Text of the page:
The NEPAD Formula

G8 leaders discussing African development in Kananaskis, Canada, on June 27, 2002, will have the opportunity to view this and 29 other photographs documenting the AIDS crisis in Zambia (Photo: Peter Bregg-Ho/AFP).  

When it comes to economic development in Africa, few people these days expect a magic solution. Nevertheless, the New Partnership for Africa’s Development (NEPAD) conference, which took place in Dakar on April 15-17, opened amid high hopes.

Modeled on the U.S. Marshall Plan for the economic recovery of Europe after World War II, NEPAD is the brainchild of the leaders of South Africa, Nigeria, Algeria, and Senegal. The plan aims to bring in US$64 billion in public and private funding (approximately four times the amount Africa currently receives) and to achieve an annual growth rate of 7 percent of gross domestic product in participating countries. To guard against corruption, those countries will use a system of peer review to monitor deployment of funds and progress toward good governance.

Banjul’s The Independent (April 29) called it “the most ambitious, comprehensive, and authentically African” rescue plan for Africa yet, but added that “despite...the sturdy optimism of the keynote speeches,” the meeting in Dakar was “not quite a landmark event.”

One reason for this was that the keynote address was given by Kenya’s President Daniel Arap Moi, whose time in office, the paper noted, “has been marked by persistent charges of electoral fraud, human-rights abuse, and government corruption, the very viruses that NEPAD has pledged to remove from Africa.”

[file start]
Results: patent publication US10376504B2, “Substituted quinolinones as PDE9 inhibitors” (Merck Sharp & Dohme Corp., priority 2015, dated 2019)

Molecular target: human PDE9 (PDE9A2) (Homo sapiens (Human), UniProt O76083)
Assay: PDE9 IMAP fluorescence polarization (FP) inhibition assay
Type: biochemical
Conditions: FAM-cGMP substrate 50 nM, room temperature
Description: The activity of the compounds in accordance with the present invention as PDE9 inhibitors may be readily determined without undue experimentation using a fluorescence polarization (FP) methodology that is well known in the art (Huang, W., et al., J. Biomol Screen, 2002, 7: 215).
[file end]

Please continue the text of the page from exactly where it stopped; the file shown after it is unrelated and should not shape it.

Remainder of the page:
Elsewhere, there was criticism of the fact that South Africa’s Thabo Mbeki and his NEPAD co-founders had approached European leaders before consulting their own governments or people. “The average African...has grave misgivings about NEPAD, as most do not even have an idea what it is about,” wrote Chama Nsabika in Lusaka’s The Post (May 2). But Isaac Aluko-Olokun, writing in Lagos’ This Day (May 6), disagreed: “NEPAD is Africa focused, managed, and led. Put simply, it offers African methodology and solutions to African problems.”

Most commentators agreed that by far the biggest challenge NEPAD faces is encouraging and managing private investment. “The success of NEPAD and creation of long-term opportunities for the private sector depends on our ability to develop that actively cultivates the partnership between governments and the private sector,” wrote John Fe Ohiorhenuan in Johannesburg’s Business Day (April 30).

But “there are still some market skeptics among us,” wrote Aluko-Olokun. Kampala’s New Vision pointed out in an April 18 editorial that “investment does not have to solely be by the big multinationals,” and that, as in the case of East Asia, small and medium-sized enterprises could be courted in order to maximize growth.

Perhaps the biggest hurdle would confront African business leaders, who, after three decades of public-sector control, were moving to a private-sector-driven economy. For them, Aluko-Olokun concluded, “NEPAD offers a challenge and an opportunity.”